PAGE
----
Wednesday, December 7, 2016

Pui Chingri

The vegetable market in Nerul is one of my favourite markets - first of all, it's not a concrete building but a neatly laid out grid of old fashioned stalls covered with tarpaulin. The paths between the stalls are uneven and the whole affair is rough and rustic. One jostles other shoppers, avoids the odd rotting veggie on the floor, and tries to catch the attention of the vendor as he attends to other customers, weighs produce, takes payments, and generally goes about his business. There are no aseptic aisles with neatly packaged produce on shiny, well lit shelves. Not that I don't enjoy a trip to the supermarket, but supermarkets don't have that energetic vibe of a proper street market, do they?

I had slid into the habit of buying groceries and even vegetables and fruit online - there's no match for the convenience that affords - but after a few months I was itching to be out there in the market, in the middle of that magical atmosphere surrounded by people, noise, and piles of fresh produce.

I waited for the hubby's day off from work and dragged him off to the market. The monsoons have just hit Maharashtra and fresh greens and seasonal vegetables are now flowing back into the markets. As I wandered among the stalls I came to the one that sells fresh leafy greens of every variety along with an excellent selection of 'videshi' or foreign produce - broccoli, basil, asparagus, parsley, etc., which are now as mundane as carrots and potatoes. As I looked at the leafy greens I saw many I had never cooked/eaten/seen before. So I thought to myself, why not try something new, and picked up a bunch of basella or Malabar spinach, what we Bengalis call Pui.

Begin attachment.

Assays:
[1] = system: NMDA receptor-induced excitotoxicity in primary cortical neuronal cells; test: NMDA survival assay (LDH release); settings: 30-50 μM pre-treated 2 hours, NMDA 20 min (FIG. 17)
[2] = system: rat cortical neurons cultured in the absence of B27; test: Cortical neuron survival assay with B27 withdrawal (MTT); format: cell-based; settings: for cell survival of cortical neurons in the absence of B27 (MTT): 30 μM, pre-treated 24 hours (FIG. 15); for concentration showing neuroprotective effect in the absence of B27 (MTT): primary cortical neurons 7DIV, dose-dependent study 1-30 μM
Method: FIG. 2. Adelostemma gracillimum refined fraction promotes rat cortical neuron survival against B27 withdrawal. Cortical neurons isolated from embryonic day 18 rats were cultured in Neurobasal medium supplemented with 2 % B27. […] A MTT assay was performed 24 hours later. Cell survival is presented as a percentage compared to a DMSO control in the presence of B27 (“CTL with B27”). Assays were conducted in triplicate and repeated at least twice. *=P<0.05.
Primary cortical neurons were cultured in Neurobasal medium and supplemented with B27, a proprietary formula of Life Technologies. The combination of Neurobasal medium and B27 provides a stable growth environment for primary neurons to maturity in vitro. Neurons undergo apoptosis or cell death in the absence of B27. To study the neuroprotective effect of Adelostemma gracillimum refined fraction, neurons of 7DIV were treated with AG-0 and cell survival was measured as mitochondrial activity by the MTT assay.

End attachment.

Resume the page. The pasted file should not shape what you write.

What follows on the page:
Leafy greens are commonly used in Bengali recipes and you will find both vegetarian (in fact, vegan) and non vegetarian preparations. Fish and prawns are often stir fried with seasonal greens, lightly tempered with paanch phoron, or just mustard or nigella seeds, or combinations of the same with green chillies, etc., accompanied with vegetables like red pumpkin, potatoes, green peas, brinjals, etc. I decided to make Pui Chingri, a dish I had heard about but never eaten.

Pui Chingri 

15 Prawns 
1 bunch Pui or malabar spinach 
1 Large potato 
1/2 tsp Paanch phoron 
3 Green chillies 
Mustard oil

Shell and devein the prawns, and wash.

Marinate the drained prawns in salt and turmeric

Clean the pui - pick out wilted leaves and discard the very thick, woody bits of stem. Chop and wash the pui greens in plenty of water. Drain in a colander.

Cut the potato into medium sized cubes.

Heat mustard oil in a wok and fry the prawns for a minute till they turn opaque. Remove to a dish.

In the same oil fry the cubed potatoes till they get slightly browned. Remove to the same plate with the prawns.

Add a little more mustard oil to the wok if required and let it heat up. Drop in the green chillies and follow with the paanch phoron.

Once the spices sizzle add the washed and drained pui leaves and tender stalks. Stir it all well till most of the leaves have begun to wilt. Add salt and a little turmeric, cover and cook on a low flame for a few minutes.

Add the fried potatoes and cook further. Don't add any water - the pui will release enough to cook the potatoes. Stir well and cook till the potatoes are nearly done.

Add the prawns to the wok and mix thoroughly. Cover and cook for a minute. If there's too much water in the wok leave off the cover and dry it off till it's minimal.

Serve the Pui Chingri with a simple daal and hot rice.

The pui greeens didn't seem to have much of an inherrent flavour but I still liked the dish and so did the hubby. Smaller prawns would be ideal for this as they pack tons of flavour and would certainly enhance the dish. Teamed with a simple masoor daal and plain white rice, this made for a lovely mid week dinner and the husband has packed the leftovers in his office dabba. Now if that isn't a stamp of approval I don't know what is!

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